Atomic structure holography using thermal neutrons

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DOIResolve DOI: http://doi.org/10.1038/35107026
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TypeArticle
Journal titleNature
Nature
ISSN0028-0836
Volume414
Issue6863
Pages525527; # of pages: 3
AbstractThe idea of atomic-resolution holography has its roots in the X-ray work of Bragg1 and in Gabor's electron interference microscope2. Gabor's lensless microscope was not realized in his time, but over the past twelve years there has been a steady increase in the number of reports on atomic-resolution holography. All of this work involves the use of electrons3, 4, 5, 6 or hard X-rays7, 8, 9, 10, 11 to produce the hologram. Neutrons are often unique among scattering probes in their interaction with materials: for example, the relative visibility of hydrogen and its isotopes is a great advantage in the study of polymers and biologically relevant materials. Recent work12 proposed that atomic-resolution holography could be achieved with thermal neutrons. Here we use monochromatic thermal neutrons, adopting the inside-source concept of Sz�ke13, to image planes of oxygen atoms located above and below a single hydrogen atom in the oxide mineral simpsonite14.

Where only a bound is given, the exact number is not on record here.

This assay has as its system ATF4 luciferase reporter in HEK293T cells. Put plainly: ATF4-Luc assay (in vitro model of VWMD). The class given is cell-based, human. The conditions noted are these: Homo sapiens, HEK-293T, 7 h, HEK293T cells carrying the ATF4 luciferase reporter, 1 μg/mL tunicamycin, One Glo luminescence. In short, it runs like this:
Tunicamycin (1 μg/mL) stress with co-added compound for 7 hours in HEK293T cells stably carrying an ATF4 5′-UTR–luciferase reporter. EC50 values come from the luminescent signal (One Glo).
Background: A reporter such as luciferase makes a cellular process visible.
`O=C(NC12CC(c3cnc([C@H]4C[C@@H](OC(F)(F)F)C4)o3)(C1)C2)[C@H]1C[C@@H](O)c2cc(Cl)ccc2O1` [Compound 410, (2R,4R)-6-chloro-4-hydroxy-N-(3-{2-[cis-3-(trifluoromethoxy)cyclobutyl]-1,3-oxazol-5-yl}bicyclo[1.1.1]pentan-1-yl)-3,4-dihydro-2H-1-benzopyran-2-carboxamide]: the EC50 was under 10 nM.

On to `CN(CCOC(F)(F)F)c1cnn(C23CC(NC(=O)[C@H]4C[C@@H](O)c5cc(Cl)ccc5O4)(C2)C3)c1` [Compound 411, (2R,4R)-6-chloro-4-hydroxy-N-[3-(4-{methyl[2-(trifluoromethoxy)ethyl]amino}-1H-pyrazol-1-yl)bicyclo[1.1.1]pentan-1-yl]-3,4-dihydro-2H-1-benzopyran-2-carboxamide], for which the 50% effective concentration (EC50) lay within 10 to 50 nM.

Publication date
AffiliationNational Research Council Canada; NRC Canadian Neutron Beam Centre
Peer reviewedNo
Identifier10084666
NPARC number12328366
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Record identifierbf6eaffe-7786-4d3b-8f22-2d2f9eeb8cd7
Record created2009-09-10
Record modified2016-05-09
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